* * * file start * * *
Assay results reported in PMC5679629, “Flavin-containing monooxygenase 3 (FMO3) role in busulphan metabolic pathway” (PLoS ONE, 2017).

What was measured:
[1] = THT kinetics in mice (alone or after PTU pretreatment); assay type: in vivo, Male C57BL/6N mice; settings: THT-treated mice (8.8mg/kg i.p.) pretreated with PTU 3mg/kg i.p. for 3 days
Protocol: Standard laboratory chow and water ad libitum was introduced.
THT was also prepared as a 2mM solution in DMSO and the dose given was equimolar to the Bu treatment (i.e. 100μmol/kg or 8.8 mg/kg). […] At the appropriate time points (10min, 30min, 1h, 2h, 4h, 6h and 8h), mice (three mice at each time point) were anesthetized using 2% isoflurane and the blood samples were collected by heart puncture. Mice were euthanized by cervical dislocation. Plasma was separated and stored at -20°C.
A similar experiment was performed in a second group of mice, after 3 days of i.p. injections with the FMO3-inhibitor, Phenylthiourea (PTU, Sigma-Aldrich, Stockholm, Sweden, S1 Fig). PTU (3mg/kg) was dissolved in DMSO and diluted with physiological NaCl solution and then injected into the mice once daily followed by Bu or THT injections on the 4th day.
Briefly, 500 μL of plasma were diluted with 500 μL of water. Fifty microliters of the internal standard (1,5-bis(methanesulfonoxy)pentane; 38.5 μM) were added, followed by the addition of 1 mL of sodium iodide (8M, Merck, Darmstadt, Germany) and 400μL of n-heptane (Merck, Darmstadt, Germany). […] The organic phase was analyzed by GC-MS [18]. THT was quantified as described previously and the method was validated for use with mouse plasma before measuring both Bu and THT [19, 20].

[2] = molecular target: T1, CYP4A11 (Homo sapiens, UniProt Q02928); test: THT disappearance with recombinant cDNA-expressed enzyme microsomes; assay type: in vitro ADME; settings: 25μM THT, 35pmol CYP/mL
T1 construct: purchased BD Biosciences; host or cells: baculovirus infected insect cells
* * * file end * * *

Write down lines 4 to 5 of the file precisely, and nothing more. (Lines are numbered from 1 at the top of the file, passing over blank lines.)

Protocol: Standard laboratory chow and water ad libitum was introduced.
THT was also prepared as a 2mM solution in DMSO and the dose given was equimolar to the Bu treatment (i.e. 100μmol/kg or 8.8 mg/kg). […] At the appropriate time points (10min, 30min, 1h, 2h, 4h, 6h and 8h), mice (three mice at each time point) were anesthetized using 2% isoflurane and the blood samples were collected by heart puncture. Mice were euthanized by cervical dislocation. Plasma was separated and stored at -20°C.